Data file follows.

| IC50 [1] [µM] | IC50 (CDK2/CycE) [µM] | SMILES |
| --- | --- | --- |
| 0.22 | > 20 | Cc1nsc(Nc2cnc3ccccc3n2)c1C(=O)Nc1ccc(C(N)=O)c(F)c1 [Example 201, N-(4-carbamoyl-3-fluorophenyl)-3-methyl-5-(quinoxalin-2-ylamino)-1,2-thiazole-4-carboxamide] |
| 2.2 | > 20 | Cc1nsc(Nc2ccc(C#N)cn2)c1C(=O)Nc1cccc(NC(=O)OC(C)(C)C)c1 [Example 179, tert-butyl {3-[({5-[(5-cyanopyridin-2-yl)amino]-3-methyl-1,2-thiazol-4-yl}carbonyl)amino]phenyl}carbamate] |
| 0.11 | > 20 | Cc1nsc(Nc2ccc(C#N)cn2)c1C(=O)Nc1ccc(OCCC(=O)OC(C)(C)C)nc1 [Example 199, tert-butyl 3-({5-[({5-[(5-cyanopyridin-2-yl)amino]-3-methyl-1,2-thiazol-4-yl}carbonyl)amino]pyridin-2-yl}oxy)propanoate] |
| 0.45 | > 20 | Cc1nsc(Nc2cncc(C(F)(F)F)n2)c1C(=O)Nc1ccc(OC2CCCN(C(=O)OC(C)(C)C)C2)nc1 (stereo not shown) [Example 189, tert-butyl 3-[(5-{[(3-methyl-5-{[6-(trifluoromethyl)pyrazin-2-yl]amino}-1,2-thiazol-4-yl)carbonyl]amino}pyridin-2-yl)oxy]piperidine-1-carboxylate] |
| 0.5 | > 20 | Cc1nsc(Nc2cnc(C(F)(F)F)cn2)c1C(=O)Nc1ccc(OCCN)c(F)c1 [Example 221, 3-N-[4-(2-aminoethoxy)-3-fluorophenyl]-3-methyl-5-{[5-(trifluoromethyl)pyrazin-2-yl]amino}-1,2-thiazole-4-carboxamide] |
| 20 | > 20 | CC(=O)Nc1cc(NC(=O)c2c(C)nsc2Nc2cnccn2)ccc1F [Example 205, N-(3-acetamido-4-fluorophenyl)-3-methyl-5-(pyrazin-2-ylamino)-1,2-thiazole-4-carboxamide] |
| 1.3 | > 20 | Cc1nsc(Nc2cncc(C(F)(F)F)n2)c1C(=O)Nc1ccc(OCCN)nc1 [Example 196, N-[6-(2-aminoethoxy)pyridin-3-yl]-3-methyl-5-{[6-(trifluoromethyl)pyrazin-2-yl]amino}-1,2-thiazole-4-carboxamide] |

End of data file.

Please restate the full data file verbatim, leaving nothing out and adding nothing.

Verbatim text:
| IC50 [1] [µM] | IC50 (CDK2/CycE) [µM] | SMILES |
| --- | --- | --- |
| 0.22 | > 20 | Cc1nsc(Nc2cnc3ccccc3n2)c1C(=O)Nc1ccc(C(N)=O)c(F)c1 [Example 201, N-(4-carbamoyl-3-fluorophenyl)-3-methyl-5-(quinoxalin-2-ylamino)-1,2-thiazole-4-carboxamide] |
| 2.2 | > 20 | Cc1nsc(Nc2ccc(C#N)cn2)c1C(=O)Nc1cccc(NC(=O)OC(C)(C)C)c1 [Example 179, tert-butyl {3-[({5-[(5-cyanopyridin-2-yl)amino]-3-methyl-1,2-thiazol-4-yl}carbonyl)amino]phenyl}carbamate] |
| 0.11 | > 20 | Cc1nsc(Nc2ccc(C#N)cn2)c1C(=O)Nc1ccc(OCCC(=O)OC(C)(C)C)nc1 [Example 199, tert-butyl 3-({5-[({5-[(5-cyanopyridin-2-yl)amino]-3-methyl-1,2-thiazol-4-yl}carbonyl)amino]pyridin-2-yl}oxy)propanoate] |
| 0.45 | > 20 | Cc1nsc(Nc2cncc(C(F)(F)F)n2)c1C(=O)Nc1ccc(OC2CCCN(C(=O)OC(C)(C)C)C2)nc1 (stereo not shown) [Example 189, tert-butyl 3-[(5-{[(3-methyl-5-{[6-(trifluoromethyl)pyrazin-2-yl]amino}-1,2-thiazol-4-yl)carbonyl]amino}pyridin-2-yl)oxy]piperidine-1-carboxylate] |
| 0.5 | > 20 | Cc1nsc(Nc2cnc(C(F)(F)F)cn2)c1C(=O)Nc1ccc(OCCN)c(F)c1 [Example 221, 3-N-[4-(2-aminoethoxy)-3-fluorophenyl]-3-methyl-5-{[5-(trifluoromethyl)pyrazin-2-yl]amino}-1,2-thiazole-4-carboxamide] |
| 20 | > 20 | CC(=O)Nc1cc(NC(=O)c2c(C)nsc2Nc2cnccn2)ccc1F [Example 205, N-(3-acetamido-4-fluorophenyl)-3-methyl-5-(pyrazin-2-ylamino)-1,2-thiazole-4-carboxamide] |
| 1.3 | > 20 | Cc1nsc(Nc2cncc(C(F)(F)F)n2)c1C(=O)Nc1ccc(OCCN)nc1 [Example 196, N-[6-(2-aminoethoxy)pyridin-3-yl]-3-methyl-5-{[6-(trifluoromethyl)pyrazin-2-yl]amino}-1,2-thiazole-4-carboxamide] |